Australia needs global talent to boost “digital confidence” in new companies: ntegrity chief Richenda Vermeulen

The federal government’s plans to abolish the 457 visa scheme has disappointed many in the tech and startup sectors. Richenda Vermeulen, founder and chief executive of digital strategy agency ntegrity, discusses the issues this raises in a climate of poor digital confidence. 

While visas for all digital roles haven’t been abolished, I believe the government needs to tread very carefully when it comes to dismissing visas for overseas digital industry experts. This is why.

Last month, ntegrity released powerful new research findings into the digital confidence of Australian companies.

Alarmingly, the Australian Company Digital Confidence (ACDC) Report uncovered that there is not enough skilled digital staff in Australia, and investment in digital training is very low. This has resulted in Australian companies lacking extreme confidence with their digital performance.

The research found:

  • 70% of respondents had NO formal digital training, meaning everything they had learnt was on the job (the remaining 30% were trained through a mix of university, industry and online training modules);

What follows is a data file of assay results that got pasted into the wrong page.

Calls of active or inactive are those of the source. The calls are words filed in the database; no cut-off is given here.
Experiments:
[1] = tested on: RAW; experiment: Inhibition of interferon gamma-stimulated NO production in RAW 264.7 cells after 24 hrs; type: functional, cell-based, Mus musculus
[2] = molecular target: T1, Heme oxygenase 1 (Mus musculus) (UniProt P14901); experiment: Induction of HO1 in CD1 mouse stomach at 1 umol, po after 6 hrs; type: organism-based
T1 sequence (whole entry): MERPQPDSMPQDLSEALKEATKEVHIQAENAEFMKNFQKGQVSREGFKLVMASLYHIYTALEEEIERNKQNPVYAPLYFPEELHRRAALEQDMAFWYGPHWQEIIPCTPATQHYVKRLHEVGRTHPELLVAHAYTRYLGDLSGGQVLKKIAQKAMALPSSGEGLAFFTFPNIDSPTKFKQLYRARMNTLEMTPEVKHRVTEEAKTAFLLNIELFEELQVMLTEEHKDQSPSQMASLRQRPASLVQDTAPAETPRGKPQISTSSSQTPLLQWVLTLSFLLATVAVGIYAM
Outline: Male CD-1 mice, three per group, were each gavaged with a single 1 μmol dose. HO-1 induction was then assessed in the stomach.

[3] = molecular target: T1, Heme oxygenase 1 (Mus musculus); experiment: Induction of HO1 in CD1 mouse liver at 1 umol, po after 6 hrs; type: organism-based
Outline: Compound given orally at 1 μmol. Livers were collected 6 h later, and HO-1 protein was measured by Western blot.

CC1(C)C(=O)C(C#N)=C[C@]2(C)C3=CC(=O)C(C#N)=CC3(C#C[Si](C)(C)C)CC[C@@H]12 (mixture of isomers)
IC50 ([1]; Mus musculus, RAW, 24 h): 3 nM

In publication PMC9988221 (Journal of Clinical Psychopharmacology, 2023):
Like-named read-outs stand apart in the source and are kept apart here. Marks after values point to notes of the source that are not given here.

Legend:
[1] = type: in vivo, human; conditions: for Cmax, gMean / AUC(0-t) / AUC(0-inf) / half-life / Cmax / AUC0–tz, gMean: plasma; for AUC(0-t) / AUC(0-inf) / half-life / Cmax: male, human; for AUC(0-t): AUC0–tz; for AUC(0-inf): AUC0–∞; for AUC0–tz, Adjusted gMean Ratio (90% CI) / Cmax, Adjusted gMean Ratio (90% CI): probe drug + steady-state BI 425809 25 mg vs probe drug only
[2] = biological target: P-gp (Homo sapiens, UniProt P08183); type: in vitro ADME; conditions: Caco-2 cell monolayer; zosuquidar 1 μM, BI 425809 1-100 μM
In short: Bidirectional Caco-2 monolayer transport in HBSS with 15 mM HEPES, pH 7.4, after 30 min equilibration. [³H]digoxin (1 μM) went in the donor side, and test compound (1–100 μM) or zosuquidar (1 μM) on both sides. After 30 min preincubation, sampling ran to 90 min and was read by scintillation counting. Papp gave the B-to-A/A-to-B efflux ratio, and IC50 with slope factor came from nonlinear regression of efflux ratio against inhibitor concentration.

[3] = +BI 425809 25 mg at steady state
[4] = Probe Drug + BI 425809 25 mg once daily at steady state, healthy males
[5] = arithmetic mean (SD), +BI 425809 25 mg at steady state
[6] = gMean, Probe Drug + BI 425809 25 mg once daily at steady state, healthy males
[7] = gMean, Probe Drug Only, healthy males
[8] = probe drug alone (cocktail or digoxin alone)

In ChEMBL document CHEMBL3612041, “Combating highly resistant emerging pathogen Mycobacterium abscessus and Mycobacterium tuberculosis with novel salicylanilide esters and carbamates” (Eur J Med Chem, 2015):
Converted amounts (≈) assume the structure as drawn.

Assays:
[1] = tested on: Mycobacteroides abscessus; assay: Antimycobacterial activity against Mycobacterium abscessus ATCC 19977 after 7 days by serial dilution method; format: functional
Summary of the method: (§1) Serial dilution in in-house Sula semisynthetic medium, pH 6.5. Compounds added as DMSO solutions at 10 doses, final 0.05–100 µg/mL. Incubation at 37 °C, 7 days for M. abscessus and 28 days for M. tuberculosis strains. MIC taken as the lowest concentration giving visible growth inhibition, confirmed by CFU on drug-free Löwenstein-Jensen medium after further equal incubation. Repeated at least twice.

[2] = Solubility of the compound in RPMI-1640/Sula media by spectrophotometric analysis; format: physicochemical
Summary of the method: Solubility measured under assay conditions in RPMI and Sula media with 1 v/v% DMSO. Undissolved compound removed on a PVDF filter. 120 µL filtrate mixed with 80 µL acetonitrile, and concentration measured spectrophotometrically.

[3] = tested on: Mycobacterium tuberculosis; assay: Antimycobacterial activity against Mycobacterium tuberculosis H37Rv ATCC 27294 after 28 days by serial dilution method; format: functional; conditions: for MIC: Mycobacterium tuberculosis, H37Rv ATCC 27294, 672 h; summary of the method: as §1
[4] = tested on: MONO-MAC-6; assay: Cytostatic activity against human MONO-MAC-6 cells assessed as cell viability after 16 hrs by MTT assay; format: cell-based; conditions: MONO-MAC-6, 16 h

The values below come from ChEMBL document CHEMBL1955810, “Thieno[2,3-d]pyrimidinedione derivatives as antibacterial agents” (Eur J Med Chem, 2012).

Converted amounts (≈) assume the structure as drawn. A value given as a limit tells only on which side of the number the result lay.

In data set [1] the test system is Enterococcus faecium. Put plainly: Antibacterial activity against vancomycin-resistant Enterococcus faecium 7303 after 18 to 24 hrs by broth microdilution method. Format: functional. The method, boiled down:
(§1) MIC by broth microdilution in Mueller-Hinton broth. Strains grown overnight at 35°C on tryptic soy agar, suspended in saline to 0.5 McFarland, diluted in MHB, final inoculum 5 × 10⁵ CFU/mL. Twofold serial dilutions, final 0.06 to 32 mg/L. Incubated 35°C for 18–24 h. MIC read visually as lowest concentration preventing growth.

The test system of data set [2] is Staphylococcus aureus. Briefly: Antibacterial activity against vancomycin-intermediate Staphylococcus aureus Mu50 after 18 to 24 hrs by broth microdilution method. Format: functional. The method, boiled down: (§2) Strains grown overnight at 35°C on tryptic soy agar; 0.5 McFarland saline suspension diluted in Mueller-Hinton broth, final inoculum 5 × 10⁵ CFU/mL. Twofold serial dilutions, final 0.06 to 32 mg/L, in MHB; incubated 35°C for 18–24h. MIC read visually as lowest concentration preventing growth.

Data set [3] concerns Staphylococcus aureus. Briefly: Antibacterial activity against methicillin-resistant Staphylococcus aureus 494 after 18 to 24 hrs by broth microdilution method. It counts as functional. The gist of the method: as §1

• Seven in 10 of respondents agreed that “more digitally skilled people would mean better business results”; and
  • Almost half agreed that “the company would save money if it had more highly skilled digital people”.

The immediate solution to this is for Australian companies to hire digital media experts from overseas. Not only will these employees help our companies reach their digital potential, they will also provide ‘on the job’ training for the next generation of home-grown digital staff.

On a personal note, I was fortunate to work in a digital media role in the United States for three years. The training I gained in this role was invaluable and I have been able to bring these insights home working both brand side and then launching my own agency.

We know that formal training will help close the digital confidence gap in Australia. Our report indicated that 80% of those with formal training felt confident in their digital marketing proficiency. And yet, only 56% of Australian companies allocate budget for digital training.

The government’s decision to replace the 457 visas with a training fund will help if some of this is channelled into digital training. However, high quality training must be led by skilled digital staff, and as there are very few of these in Australia we’re still left with the same problem: where will they come from?

Due to the significant skills shortage, my experience is that hiring new Australian graduates and training them is more efficient than searching for qualified staff in Australia.

We’re only able to do this because we’ve made a conscious decision to invest in training — seeing that it’s severely lacking in even the most renowned Australian universities.

The digital industry is a rapidly changing environment.

We can’t expect to be able to keep up with these changes and be major players on the world stage without the support of global experts.

I hope the government considers this to ensure digital confidence increases for Australian companies and they are able to reach their full potential.

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